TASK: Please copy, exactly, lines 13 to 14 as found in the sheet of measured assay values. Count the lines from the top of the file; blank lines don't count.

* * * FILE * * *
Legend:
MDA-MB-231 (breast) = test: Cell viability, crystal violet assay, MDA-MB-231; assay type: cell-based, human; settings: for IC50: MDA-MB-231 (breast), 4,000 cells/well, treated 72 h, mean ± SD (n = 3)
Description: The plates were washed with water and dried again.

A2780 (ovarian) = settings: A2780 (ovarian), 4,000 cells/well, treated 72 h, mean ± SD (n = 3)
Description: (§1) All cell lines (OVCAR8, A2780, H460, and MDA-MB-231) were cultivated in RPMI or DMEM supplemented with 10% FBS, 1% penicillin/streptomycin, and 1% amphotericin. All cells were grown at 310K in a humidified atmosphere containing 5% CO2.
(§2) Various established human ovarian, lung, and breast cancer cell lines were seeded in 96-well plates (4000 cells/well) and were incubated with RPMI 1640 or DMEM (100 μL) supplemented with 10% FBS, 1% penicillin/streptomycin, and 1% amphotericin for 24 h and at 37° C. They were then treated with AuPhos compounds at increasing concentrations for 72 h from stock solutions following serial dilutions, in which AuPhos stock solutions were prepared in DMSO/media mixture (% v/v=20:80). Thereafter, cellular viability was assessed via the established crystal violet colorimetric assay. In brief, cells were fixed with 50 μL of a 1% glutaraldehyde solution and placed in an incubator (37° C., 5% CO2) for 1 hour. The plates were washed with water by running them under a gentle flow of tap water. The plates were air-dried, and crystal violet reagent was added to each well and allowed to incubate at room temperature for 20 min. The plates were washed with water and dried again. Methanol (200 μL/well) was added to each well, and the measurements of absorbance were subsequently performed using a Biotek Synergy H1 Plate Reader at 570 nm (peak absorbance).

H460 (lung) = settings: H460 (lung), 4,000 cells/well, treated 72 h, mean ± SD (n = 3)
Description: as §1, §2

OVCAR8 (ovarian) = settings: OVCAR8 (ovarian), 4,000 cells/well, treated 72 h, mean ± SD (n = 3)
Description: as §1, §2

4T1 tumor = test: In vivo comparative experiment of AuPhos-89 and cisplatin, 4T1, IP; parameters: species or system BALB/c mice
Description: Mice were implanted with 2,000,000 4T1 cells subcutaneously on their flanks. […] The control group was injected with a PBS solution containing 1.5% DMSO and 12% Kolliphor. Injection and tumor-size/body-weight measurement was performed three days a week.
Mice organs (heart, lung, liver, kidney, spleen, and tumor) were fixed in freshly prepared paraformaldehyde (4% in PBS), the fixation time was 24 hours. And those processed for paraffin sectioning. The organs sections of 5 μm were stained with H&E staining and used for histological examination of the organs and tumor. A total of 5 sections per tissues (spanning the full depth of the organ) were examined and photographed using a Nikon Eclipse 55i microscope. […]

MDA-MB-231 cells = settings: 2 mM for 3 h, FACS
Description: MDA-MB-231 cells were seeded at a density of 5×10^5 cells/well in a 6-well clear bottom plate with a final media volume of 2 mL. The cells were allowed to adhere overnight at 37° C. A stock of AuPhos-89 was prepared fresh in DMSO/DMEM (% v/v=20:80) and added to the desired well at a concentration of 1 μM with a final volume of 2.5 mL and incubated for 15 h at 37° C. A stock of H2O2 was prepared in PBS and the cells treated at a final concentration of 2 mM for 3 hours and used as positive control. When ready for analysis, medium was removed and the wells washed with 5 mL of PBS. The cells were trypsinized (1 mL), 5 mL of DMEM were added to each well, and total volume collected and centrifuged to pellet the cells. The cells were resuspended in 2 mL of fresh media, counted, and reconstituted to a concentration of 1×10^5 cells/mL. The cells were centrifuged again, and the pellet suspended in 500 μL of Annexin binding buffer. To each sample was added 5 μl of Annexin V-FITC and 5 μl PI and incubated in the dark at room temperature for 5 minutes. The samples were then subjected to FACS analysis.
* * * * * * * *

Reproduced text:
Mice organs (heart, lung, liver, kidney, spleen, and tumor) were fixed in freshly prepared paraformaldehyde (4% in PBS), the fixation time was 24 hours. And those processed for paraffin sectioning. The organs sections of 5 μm were stained with H&E staining and used for histological examination of the organs and tumor. A total of 5 sections per tissues (spanning the full depth of the organ) were examined and photographed using a Nikon Eclipse 55i microscope. […]

MDA-MB-231 cells = settings: 2 mM for 3 h, FACS